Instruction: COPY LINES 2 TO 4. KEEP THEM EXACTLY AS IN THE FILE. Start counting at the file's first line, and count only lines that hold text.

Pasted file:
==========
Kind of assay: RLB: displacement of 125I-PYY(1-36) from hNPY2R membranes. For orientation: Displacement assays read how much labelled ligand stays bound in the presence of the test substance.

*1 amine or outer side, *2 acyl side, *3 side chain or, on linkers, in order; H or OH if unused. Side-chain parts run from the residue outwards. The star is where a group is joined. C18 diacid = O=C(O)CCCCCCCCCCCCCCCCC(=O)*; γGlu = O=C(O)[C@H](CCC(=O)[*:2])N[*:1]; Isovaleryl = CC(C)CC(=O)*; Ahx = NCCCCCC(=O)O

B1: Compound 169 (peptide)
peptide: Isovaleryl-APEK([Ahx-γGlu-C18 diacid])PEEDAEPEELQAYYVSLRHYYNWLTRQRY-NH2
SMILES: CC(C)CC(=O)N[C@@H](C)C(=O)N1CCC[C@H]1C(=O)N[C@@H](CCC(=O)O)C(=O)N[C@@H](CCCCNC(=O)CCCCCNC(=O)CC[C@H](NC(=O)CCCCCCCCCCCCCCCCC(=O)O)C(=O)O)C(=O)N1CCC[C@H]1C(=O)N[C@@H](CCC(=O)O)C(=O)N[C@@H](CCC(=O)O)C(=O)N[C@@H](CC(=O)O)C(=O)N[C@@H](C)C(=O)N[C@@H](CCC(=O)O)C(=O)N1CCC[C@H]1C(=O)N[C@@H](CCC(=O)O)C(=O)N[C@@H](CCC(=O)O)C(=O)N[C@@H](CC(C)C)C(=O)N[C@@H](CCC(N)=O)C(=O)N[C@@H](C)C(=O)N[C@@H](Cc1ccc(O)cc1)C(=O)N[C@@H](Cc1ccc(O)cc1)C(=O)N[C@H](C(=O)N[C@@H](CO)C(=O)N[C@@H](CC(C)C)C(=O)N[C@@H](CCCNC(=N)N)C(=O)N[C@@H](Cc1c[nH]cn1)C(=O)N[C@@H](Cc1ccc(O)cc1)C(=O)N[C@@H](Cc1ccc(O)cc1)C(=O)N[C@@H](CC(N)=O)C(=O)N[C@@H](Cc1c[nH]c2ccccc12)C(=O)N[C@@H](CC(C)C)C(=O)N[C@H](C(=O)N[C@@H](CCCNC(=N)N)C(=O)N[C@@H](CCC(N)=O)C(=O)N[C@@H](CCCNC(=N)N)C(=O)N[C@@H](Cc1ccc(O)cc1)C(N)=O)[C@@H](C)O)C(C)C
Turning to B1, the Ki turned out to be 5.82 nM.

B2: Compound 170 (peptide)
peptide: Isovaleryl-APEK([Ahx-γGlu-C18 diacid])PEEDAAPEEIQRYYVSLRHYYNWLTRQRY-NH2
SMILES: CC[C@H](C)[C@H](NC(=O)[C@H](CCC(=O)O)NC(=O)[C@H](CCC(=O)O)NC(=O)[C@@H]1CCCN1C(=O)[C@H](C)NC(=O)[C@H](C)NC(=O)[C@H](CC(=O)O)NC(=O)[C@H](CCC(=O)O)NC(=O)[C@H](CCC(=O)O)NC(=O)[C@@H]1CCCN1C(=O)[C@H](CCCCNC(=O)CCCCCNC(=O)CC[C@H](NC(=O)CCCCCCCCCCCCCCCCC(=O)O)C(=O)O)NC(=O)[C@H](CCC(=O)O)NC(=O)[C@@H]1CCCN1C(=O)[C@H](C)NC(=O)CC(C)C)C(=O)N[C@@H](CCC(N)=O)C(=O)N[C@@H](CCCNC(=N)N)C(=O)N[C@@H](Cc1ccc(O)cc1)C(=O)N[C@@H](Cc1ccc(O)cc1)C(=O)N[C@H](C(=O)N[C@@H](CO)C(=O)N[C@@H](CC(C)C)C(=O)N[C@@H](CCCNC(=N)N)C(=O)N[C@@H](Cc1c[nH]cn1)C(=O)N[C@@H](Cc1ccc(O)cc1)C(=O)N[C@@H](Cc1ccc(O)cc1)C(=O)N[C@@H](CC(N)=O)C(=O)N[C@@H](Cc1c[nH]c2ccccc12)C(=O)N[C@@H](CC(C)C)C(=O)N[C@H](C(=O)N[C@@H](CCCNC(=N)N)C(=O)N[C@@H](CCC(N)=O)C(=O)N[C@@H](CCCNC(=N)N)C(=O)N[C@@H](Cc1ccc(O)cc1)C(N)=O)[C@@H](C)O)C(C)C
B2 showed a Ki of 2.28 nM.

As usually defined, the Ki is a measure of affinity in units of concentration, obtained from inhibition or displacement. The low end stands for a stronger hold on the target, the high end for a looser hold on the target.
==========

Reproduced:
*1 amine or outer side, *2 acyl side, *3 side chain or, on linkers, in order; H or OH if unused. Side-chain parts run from the residue outwards. The star is where a group is joined. C18 diacid = O=C(O)CCCCCCCCCCCCCCCCC(=O)*; γGlu = O=C(O)[C@H](CCC(=O)[*:2])N[*:1]; Isovaleryl = CC(C)CC(=O)*; Ahx = NCCCCCC(=O)O

B1: Compound 169 (peptide)
peptide: Isovaleryl-APEK([Ahx-γGlu-C18 diacid])PEEDAEPEELQAYYVSLRHYYNWLTRQRY-NH2